"I slipped, I was falling down and I was trying to get off [a pass] and I should hve lobbed it up a little," Billups said of his brutal turnover, one of two he had in the quarter and five he had in the game. "If I wasn't falling, I had a play at the basket, a layup."
Asked if his deep thigh bruise, which clearly has affected his explosion, had anything to do with the stumble, Billups said, "No, I just lost my footing."
On this night it was his footing. In Detroit it was a low pass to Amar'e Stoudemire into the post that went for a turnover as the Knicks scored just nine points in the final nine minutes to blow another game down the stretch. Billups had eight turnovers in that game. Against Indiana, Billups dribbled the ball off his leg on a drive in the fourth quarter with the Knicks ahead 110-106 with 2:31 to go.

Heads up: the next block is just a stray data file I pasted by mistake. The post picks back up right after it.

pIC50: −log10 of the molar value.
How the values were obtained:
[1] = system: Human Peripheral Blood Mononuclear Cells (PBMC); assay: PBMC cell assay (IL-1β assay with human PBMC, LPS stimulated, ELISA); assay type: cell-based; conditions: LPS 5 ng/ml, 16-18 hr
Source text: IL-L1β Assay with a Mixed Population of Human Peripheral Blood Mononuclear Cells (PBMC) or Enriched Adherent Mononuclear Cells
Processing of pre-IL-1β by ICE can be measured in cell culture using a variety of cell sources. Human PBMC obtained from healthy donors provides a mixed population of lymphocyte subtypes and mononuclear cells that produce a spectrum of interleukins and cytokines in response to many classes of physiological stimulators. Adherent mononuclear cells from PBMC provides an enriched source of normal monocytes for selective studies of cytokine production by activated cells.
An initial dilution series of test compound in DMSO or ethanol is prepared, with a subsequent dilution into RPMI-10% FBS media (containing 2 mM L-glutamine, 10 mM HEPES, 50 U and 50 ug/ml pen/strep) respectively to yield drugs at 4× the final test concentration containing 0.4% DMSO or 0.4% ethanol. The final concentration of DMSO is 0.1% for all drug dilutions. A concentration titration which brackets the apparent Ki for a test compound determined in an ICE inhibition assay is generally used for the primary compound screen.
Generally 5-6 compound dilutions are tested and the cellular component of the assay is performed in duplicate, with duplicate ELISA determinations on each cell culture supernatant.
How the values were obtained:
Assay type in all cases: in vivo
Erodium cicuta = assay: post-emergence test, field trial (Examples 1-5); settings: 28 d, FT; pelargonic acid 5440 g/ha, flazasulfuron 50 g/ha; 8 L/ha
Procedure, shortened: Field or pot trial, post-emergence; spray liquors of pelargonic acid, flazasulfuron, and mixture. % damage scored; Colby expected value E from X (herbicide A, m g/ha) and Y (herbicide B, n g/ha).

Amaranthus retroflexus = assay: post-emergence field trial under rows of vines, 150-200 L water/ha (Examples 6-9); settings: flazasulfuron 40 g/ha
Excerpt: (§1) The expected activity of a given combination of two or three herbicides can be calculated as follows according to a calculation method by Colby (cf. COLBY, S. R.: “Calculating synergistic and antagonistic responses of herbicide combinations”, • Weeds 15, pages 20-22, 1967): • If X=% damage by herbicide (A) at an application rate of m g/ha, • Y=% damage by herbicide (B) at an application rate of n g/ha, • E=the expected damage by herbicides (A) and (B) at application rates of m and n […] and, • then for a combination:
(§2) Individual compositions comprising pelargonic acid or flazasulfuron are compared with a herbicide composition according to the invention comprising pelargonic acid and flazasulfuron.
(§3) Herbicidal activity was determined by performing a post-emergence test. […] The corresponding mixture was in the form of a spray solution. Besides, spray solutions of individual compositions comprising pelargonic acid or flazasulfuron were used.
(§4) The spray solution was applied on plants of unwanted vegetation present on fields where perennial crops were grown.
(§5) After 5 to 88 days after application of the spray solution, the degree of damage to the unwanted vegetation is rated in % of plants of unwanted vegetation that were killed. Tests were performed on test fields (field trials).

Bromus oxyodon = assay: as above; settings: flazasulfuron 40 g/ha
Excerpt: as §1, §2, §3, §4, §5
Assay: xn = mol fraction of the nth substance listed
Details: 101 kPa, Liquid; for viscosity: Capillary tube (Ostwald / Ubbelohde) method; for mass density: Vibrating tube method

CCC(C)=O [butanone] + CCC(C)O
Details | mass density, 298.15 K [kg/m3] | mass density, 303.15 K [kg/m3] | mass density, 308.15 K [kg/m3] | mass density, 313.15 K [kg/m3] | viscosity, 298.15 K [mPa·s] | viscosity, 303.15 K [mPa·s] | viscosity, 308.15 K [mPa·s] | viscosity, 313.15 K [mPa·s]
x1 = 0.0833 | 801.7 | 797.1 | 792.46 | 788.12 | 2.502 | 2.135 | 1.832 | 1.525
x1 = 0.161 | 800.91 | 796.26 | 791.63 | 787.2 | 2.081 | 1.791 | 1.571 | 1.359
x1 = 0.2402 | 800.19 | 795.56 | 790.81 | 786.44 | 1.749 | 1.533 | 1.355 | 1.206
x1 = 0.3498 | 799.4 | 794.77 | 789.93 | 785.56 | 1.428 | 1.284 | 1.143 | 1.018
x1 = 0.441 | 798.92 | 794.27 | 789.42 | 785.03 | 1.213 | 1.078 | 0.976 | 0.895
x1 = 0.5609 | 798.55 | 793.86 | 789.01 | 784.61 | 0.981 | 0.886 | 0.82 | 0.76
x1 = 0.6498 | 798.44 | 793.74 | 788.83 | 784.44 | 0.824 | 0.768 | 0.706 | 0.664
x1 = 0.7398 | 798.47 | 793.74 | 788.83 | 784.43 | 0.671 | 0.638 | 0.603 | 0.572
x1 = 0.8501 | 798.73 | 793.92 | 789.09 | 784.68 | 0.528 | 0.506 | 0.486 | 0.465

If Billups is struggling, the Knicks are doomed. Carmelo and Amar'e can only do what they do when they get the ball in the right spot. Toney Douglas has had some terrific shooting performances, but they are neutralized by some awful shooting efforts, as well.
But when analyzing Billups, one can't forget how much Raymond Felton struggled to get the system earlier this season. Felton used to routinely miss Stoudemire on the pick-and-roll and there were many issues with execution down the stretch, too. Once Felton got command of the offense, the Knicks started to click.